Sarah lives in Washington State with her husband and three daughters. She creates printable organizational tools and planners and actually took our ideas and inspiration and brought them to life with her work on the Brilliant Business Planner!  Sarah has been such a wonderful part of our Brilliant Business Moms community since it first began.  She's kind, brilliant, and crazy talented!  
About PatternsbyGwen:  Hi my name is Gwen. I’m a 27 year old who grew up loving all crafts.  I started doing stained glass at age 24 when I moved to a big city and took an intro to stained glass class at the local art center. I was hooked! I have a number of other hobbies that I mean to tie in with stained glass. It captures my imagination like no other medium!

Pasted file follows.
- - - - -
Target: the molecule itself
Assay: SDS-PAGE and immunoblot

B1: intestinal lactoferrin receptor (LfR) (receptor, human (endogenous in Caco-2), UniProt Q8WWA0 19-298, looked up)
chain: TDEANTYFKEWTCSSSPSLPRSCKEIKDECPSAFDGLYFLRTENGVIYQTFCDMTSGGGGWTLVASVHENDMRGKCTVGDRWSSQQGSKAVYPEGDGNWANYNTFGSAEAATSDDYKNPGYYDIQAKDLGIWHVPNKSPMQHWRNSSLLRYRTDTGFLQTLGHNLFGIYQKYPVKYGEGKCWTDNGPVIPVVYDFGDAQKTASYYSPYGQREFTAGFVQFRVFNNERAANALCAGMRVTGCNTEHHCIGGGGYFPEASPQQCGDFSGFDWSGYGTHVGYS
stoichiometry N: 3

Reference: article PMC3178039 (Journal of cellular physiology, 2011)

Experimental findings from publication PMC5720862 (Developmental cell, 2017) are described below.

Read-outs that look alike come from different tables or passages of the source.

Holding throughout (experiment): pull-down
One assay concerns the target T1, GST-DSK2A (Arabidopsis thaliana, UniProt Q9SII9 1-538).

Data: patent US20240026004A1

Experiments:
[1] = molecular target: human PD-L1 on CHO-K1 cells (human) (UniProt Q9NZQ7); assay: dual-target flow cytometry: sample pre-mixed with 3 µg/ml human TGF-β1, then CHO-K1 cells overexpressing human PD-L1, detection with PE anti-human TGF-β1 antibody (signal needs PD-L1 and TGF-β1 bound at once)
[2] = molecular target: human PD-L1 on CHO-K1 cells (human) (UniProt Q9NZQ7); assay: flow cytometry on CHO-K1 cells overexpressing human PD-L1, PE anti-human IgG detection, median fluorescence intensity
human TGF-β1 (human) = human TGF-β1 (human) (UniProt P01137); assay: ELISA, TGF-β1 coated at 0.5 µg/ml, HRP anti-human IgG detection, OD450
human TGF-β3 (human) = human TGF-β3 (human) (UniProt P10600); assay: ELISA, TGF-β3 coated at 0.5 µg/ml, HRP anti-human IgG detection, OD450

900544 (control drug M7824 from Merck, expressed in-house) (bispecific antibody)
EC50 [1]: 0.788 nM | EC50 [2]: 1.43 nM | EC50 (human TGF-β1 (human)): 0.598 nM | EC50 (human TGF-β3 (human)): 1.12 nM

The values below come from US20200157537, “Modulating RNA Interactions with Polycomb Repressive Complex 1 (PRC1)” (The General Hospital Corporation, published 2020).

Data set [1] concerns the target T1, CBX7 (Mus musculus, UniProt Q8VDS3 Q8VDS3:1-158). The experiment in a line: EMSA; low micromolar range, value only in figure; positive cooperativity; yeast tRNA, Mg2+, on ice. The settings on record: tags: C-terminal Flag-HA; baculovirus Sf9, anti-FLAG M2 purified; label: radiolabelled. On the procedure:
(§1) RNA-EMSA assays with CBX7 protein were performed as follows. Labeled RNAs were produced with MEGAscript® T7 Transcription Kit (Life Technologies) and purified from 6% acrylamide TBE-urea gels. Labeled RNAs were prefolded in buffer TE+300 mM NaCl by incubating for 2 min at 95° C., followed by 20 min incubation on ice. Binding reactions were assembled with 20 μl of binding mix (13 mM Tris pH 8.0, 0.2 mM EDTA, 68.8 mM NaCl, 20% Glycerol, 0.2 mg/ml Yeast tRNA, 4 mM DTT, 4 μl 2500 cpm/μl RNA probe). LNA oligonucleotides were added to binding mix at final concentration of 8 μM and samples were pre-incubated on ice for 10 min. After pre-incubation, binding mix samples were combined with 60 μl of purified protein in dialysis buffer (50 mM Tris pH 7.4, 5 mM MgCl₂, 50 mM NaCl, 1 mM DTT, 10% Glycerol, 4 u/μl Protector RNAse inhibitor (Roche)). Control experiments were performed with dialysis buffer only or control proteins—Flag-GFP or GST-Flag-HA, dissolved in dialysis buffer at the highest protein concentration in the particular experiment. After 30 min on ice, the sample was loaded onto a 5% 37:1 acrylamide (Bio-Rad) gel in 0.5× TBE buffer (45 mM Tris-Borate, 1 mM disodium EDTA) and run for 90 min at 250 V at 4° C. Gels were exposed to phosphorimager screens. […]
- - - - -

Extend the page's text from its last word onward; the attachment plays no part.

A great tip Sarah shared was to encourage independence in smaller children so they can be playing alone and entertained at least for a short time while you do some work. Sarah has been able to achieve her goal of making a part-time income on her own terms with lots of flexibility. Although she tries to continually create new products, she knows that her business was built to allow for flexibility and put her family first.  So Sarah doesn't stress if she can't add new products for a while.  Her business works for her - not the other way around!